Wyckoff-Eagle Harbor Superfund Cleanup Areas | Region 10 | US EPA

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Wyckoff-Eagle Harbor Superfund Cleanup Areas

Location map for the Wyckoff-Eagle Harbor Superfund site

Overview map of the Wycoff-Eagle Harbor site (click on image for larger view)

During cleanup, a site may be separated into distinct areas depending on the complexity of the problems associated with the site. These areas - called operable units - may address geographic areas of the site, specific site problems, or areas where a specific action is required. The Wyckoff-Eagle Harbor site is made up of the following three operable units:

East Harbor Operable Unit: Subtidal and intertidal sediments of the outer harbor next to Wyckoff Point

In 1993 and 1994, EPA placed clean sediments over a 54-acre area of heavily contaminated sediments in the East Harbor Operable Unit. These clean sediments cap sediments polluted with polynuclear aromatic hydrocarbons (PAHs), and other organic compounds, as well as with metals, mainly mercury.

Oily seeps have continued to occur in the intertidal areas of West Beach, North Shoal, and East Beach. In 2007-2008, an exposure barrier system and cap were placed over the West Beach seeps. People use West Beach as part of Pritchard Park. EPA is currently sampling the North Shoal and East Beach to find out how far the seeps extend in these areas. EPA will evaluate alternatives to clean up the seeps.

EPA continues to monitor and maintain the existing sediment cap and remaining subtidal areas of concern. We check on the success of natural recovery in intertidal areas, and enhance existing institutional controls - such as "no anchor zones" - to reduce the chance that people will be exposed to contaminated fish and shellfish.

West Harbor Operable Unit: Sediments and uplands of former shipyard

Cleanup of the West Harbor Operable Unit included studying and controlling upland sources of contamination. Sediments contaminated with mercury were excavated and disposed upland, and a clean sediment cap placed over areas of concern. The 1992 cleanup plan (Record of Decision) for West Harbor was amended in 1995 to include building a nearshore fill and confined disposal facility (CDF) in intertidal areas next to the former shipyard property. The nearshore fill and CDF hold contaminated sediments. Contaminant sources at the former shipyard property were controlled to prevent soil contaminants from entering Eagle Harbor through groundwater seeps or surface water runoff. The CDF was built on lands owned by the Washington Department of Transportation (WSDOT). WSDOT monitors the CDF and capped areas to ensure the cleanup remedies continue to protect people’s health and the environment.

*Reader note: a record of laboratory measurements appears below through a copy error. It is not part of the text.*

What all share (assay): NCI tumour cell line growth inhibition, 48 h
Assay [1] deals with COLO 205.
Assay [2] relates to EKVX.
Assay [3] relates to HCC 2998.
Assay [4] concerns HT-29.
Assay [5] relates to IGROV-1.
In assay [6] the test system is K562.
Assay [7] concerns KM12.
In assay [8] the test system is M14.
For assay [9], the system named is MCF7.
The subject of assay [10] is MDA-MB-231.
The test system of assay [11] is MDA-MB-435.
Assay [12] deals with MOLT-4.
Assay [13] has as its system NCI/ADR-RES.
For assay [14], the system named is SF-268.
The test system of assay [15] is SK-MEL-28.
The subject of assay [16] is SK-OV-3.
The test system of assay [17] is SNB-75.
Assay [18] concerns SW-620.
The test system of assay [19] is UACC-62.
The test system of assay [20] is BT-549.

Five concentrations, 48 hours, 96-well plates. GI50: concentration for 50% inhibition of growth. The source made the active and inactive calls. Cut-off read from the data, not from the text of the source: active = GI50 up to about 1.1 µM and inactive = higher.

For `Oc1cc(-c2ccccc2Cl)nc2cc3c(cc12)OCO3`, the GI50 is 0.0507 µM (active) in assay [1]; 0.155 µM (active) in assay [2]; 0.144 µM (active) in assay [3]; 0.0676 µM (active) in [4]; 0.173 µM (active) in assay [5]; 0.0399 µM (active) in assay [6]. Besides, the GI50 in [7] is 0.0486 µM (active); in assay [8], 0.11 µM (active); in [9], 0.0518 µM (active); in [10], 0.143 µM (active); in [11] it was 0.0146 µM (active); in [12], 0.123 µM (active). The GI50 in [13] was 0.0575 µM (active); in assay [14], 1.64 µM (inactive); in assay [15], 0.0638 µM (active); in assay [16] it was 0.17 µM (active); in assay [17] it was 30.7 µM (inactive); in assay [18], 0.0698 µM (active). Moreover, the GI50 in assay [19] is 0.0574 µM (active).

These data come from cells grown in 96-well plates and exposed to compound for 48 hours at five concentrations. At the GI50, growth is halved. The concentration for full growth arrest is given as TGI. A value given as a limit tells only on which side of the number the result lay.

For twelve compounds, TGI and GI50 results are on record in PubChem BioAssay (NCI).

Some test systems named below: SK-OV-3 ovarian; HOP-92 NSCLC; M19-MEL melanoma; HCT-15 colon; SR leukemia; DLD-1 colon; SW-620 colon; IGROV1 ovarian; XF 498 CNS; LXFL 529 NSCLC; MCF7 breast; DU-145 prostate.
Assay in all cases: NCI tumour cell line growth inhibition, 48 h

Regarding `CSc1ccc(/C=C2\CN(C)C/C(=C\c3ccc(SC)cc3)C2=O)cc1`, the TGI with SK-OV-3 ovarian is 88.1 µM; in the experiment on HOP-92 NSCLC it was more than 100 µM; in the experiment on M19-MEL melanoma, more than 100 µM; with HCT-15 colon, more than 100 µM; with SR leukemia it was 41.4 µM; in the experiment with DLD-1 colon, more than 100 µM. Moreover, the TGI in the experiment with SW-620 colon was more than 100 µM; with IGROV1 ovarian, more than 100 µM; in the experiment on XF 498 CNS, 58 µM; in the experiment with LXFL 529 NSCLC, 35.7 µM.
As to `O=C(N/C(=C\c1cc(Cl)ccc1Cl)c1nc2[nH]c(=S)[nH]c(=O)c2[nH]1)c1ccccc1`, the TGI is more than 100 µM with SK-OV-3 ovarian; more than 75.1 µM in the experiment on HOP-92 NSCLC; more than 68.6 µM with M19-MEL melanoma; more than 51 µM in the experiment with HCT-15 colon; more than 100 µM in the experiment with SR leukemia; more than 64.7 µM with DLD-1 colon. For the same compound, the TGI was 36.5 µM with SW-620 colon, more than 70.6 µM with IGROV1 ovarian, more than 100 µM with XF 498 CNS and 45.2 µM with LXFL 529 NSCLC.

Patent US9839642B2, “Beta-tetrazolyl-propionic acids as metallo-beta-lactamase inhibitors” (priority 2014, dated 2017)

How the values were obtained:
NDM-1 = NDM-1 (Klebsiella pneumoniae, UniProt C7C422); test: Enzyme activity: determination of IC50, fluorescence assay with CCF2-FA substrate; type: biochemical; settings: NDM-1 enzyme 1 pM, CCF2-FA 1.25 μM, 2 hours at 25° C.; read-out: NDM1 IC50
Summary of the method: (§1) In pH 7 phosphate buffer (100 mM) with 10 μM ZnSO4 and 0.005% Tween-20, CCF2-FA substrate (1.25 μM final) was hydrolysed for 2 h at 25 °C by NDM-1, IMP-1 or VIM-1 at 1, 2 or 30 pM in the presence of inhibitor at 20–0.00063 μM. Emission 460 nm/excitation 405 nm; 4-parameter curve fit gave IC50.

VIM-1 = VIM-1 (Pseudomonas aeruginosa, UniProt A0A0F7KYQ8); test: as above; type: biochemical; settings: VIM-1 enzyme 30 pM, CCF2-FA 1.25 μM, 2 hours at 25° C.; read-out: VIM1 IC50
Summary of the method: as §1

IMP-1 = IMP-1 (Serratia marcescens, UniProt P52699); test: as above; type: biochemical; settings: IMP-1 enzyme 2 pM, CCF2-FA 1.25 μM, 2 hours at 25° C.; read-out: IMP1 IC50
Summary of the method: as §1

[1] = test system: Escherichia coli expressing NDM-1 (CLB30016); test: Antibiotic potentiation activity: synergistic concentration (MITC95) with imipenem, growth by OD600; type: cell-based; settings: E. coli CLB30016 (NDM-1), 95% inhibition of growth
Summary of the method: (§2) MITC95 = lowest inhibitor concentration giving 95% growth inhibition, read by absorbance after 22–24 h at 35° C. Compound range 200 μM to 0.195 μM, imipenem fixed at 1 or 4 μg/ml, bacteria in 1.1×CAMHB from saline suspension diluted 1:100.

Soil and Groundwater Operable Units: Wyckoff Point area

The Soil Operable Unit includes the former Wyckoff wood treating process and storage area. Soil contamination is widespread here, with high levels of contamination in the former process area. Contaminants of concern in soil are PAHs, pentachlorophenol, and dioxins/furans.

The Groundwater Operable Unit includes the soil and groundwater in the saturated zone beneath the Soil Operable Unit. The Groundwater Operable Unit is made up of two water-bearing zones separated by a layer of clay and rock -- low-permeability material called the aquitard. Pools of contaminated liquid (oil, tar, creosote, and more) are in the zone beneath the former process area, and above the aquitard. The aquitard prevents contaminants from moving into the groundwater below.

In 2001, EPA built a sheet pile wall around the contaminated areas of the point and did a thermal pilot study. The pilot study showed that steam injection would successfully remove contamination. However, we were concerned that this technology would not remove enough contamination to reach cleanup standards. Therefore, we did not carry out a full scale steam injection remedy. EPA is working with the Washington Department of Ecology to determine if source removal alternatives like thermal remediation can be done on a full scale in the soil and groundwater operable units. In 2008, EPA built a new groundwater treatment plant to replace the 25-year-old plant built by the Wyckoff Company. The groundwater treatment plant extracts and treats the groundwater to help contain the contamination within the former process area.


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